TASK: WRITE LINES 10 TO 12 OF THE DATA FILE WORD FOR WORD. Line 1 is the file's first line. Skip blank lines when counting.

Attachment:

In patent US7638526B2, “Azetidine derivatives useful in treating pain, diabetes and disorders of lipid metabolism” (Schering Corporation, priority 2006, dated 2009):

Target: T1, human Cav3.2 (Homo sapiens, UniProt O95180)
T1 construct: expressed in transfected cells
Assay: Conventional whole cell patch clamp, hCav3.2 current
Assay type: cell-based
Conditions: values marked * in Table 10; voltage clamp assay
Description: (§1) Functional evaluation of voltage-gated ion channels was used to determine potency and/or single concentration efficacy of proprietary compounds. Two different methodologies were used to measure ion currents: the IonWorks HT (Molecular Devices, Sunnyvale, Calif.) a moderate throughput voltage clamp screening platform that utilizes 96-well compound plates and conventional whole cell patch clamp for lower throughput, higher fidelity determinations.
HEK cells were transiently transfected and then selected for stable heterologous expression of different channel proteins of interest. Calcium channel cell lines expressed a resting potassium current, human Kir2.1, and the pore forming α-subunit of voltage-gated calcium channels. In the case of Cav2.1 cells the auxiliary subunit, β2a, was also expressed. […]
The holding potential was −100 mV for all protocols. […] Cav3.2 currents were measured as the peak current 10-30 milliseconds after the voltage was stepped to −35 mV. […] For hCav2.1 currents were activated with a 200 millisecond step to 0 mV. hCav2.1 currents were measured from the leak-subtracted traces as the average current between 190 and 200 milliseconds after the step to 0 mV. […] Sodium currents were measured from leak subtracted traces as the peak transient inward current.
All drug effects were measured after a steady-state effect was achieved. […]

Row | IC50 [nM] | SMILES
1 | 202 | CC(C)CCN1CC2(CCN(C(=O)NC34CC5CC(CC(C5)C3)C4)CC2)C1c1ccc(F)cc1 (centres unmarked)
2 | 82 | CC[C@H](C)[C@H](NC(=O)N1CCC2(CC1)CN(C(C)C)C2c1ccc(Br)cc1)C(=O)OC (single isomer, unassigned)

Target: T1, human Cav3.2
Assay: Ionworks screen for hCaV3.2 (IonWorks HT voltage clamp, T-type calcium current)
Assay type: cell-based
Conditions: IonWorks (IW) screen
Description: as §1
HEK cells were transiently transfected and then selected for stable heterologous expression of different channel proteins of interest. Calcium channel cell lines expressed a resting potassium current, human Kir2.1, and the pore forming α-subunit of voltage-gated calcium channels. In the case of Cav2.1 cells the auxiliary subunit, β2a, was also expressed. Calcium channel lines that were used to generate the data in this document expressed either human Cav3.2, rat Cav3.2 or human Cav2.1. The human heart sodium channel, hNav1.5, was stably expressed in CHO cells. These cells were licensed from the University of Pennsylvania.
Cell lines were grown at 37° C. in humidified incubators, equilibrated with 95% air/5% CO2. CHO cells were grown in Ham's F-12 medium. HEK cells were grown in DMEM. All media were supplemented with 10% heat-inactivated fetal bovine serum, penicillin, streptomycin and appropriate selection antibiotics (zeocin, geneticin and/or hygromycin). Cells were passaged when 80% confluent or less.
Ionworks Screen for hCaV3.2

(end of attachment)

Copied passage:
All drug effects were measured after a steady-state effect was achieved. […]

Row | IC50 [nM] | SMILES
1 | 202 | CC(C)CCN1CC2(CCN(C(=O)NC34CC5CC(CC(C5)C3)C4)CC2)C1c1ccc(F)cc1 (centres unmarked)